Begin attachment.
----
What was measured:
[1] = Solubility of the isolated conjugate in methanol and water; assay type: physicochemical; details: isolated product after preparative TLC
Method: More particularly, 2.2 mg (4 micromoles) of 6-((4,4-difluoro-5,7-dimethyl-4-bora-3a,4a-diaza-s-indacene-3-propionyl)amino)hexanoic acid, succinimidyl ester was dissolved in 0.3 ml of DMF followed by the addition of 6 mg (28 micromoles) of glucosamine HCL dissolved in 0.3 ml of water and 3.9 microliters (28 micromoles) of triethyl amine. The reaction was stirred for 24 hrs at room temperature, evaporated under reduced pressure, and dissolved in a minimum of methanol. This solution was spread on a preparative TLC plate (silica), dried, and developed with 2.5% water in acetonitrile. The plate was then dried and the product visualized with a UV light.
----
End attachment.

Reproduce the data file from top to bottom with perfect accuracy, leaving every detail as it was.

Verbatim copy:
What was measured:
[1] = Solubility of the isolated conjugate in methanol and water; assay type: physicochemical; details: isolated product after preparative TLC
Method: More particularly, 2.2 mg (4 micromoles) of 6-((4,4-difluoro-5,7-dimethyl-4-bora-3a,4a-diaza-s-indacene-3-propionyl)amino)hexanoic acid, succinimidyl ester was dissolved in 0.3 ml of DMF followed by the addition of 6 mg (28 micromoles) of glucosamine HCL dissolved in 0.3 ml of water and 3.9 microliters (28 micromoles) of triethyl amine. The reaction was stirred for 24 hrs at room temperature, evaporated under reduced pressure, and dissolved in a minimum of methanol. This solution was spread on a preparative TLC plate (silica), dried, and developed with 2.5% water in acetonitrile. The plate was then dried and the product visualized with a UV light.